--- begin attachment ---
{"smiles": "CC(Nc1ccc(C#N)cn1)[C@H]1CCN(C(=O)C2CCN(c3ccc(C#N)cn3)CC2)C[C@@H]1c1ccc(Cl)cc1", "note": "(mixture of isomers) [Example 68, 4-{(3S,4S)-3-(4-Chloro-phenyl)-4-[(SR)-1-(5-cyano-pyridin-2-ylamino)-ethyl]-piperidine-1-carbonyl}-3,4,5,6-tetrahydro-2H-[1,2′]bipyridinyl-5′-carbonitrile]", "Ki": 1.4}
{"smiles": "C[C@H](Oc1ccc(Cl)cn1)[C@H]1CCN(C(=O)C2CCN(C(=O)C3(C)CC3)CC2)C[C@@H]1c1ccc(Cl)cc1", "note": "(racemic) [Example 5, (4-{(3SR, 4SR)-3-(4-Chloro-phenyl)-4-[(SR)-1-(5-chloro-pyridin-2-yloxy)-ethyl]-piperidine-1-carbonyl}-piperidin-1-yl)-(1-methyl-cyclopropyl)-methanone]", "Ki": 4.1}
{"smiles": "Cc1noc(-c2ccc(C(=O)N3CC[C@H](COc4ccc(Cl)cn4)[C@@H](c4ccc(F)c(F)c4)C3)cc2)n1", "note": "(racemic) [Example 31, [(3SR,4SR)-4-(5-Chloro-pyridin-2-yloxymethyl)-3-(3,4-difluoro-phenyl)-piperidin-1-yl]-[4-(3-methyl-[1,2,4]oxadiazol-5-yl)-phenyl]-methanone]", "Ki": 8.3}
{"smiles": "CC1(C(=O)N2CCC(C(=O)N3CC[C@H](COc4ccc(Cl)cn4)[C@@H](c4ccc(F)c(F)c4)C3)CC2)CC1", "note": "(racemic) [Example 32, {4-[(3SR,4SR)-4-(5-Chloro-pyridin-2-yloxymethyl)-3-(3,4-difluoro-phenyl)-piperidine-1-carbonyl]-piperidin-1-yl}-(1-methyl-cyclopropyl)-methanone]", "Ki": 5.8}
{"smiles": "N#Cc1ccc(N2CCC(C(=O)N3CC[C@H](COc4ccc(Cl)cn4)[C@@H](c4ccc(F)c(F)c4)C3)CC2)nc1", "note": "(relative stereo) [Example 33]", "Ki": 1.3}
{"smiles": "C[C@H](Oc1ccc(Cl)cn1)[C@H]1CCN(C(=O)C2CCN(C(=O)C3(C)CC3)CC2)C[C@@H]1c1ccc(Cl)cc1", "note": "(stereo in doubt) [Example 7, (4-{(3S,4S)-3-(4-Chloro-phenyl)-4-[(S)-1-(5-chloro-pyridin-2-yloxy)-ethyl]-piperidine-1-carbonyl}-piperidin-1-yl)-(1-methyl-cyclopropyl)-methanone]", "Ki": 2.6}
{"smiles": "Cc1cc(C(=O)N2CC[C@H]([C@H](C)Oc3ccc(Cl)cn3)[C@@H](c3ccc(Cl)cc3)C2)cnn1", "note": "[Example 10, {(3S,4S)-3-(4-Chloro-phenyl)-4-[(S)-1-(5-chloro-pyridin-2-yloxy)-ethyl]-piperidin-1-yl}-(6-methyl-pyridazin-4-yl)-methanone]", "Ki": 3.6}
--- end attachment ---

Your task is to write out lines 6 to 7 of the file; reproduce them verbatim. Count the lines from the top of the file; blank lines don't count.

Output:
{"smiles": "C[C@H](Oc1ccc(Cl)cn1)[C@H]1CCN(C(=O)C2CCN(C(=O)C3(C)CC3)CC2)C[C@@H]1c1ccc(Cl)cc1", "note": "(stereo in doubt) [Example 7, (4-{(3S,4S)-3-(4-Chloro-phenyl)-4-[(S)-1-(5-chloro-pyridin-2-yloxy)-ethyl]-piperidine-1-carbonyl}-piperidin-1-yl)-(1-methyl-cyclopropyl)-methanone]", "Ki": 2.6}
{"smiles": "Cc1cc(C(=O)N2CC[C@H]([C@H](C)Oc3ccc(Cl)cn3)[C@@H](c3ccc(Cl)cc3)C2)cnn1", "note": "[Example 10, {(3S,4S)-3-(4-Chloro-phenyl)-4-[(S)-1-(5-chloro-pyridin-2-yloxy)-ethyl]-piperidin-1-yl}-(6-methyl-pyridazin-4-yl)-methanone]", "Ki": 3.6}